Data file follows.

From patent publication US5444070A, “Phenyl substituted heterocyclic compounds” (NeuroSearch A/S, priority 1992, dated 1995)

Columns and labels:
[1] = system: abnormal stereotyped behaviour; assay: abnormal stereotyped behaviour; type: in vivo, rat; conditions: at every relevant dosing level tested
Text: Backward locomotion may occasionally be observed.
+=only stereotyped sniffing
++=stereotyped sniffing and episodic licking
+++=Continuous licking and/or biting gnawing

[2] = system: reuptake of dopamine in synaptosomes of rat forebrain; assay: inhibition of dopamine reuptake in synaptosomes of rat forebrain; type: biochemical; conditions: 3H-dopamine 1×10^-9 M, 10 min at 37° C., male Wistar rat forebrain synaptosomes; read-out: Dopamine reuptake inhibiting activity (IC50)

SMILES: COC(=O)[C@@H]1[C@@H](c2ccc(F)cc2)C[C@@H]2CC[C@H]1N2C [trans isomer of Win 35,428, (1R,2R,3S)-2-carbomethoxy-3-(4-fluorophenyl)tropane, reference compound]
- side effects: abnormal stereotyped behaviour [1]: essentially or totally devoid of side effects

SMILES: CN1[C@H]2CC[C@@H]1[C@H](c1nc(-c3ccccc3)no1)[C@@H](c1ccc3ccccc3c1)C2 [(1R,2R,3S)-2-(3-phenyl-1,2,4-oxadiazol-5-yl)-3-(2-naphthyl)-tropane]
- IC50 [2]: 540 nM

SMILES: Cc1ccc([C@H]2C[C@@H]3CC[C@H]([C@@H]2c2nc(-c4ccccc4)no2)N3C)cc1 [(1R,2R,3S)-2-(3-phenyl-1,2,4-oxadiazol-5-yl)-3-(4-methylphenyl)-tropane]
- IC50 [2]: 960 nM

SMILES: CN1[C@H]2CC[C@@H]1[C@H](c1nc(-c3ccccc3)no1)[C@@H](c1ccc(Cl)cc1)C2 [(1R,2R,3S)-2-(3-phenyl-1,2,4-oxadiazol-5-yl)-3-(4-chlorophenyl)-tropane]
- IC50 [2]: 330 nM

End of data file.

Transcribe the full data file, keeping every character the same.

From patent publication US5444070A, “Phenyl substituted heterocyclic compounds” (NeuroSearch A/S, priority 1992, dated 1995)

Columns and labels:
[1] = system: abnormal stereotyped behaviour; assay: abnormal stereotyped behaviour; type: in vivo, rat; conditions: at every relevant dosing level tested
Text: Backward locomotion may occasionally be observed.
+=only stereotyped sniffing
++=stereotyped sniffing and episodic licking
+++=Continuous licking and/or biting gnawing

[2] = system: reuptake of dopamine in synaptosomes of rat forebrain; assay: inhibition of dopamine reuptake in synaptosomes of rat forebrain; type: biochemical; conditions: 3H-dopamine 1×10^-9 M, 10 min at 37° C., male Wistar rat forebrain synaptosomes; read-out: Dopamine reuptake inhibiting activity (IC50)

SMILES: COC(=O)[C@@H]1[C@@H](c2ccc(F)cc2)C[C@@H]2CC[C@H]1N2C [trans isomer of Win 35,428, (1R,2R,3S)-2-carbomethoxy-3-(4-fluorophenyl)tropane, reference compound]
- side effects: abnormal stereotyped behaviour [1]: essentially or totally devoid of side effects

SMILES: CN1[C@H]2CC[C@@H]1[C@H](c1nc(-c3ccccc3)no1)[C@@H](c1ccc3ccccc3c1)C2 [(1R,2R,3S)-2-(3-phenyl-1,2,4-oxadiazol-5-yl)-3-(2-naphthyl)-tropane]
- IC50 [2]: 540 nM

SMILES: Cc1ccc([C@H]2C[C@@H]3CC[C@H]([C@@H]2c2nc(-c4ccccc4)no2)N3C)cc1 [(1R,2R,3S)-2-(3-phenyl-1,2,4-oxadiazol-5-yl)-3-(4-methylphenyl)-tropane]
- IC50 [2]: 960 nM

SMILES: CN1[C@H]2CC[C@@H]1[C@H](c1nc(-c3ccccc3)no1)[C@@H](c1ccc(Cl)cc1)C2 [(1R,2R,3S)-2-(3-phenyl-1,2,4-oxadiazol-5-yl)-3-(4-chlorophenyl)-tropane]
- IC50 [2]: 330 nM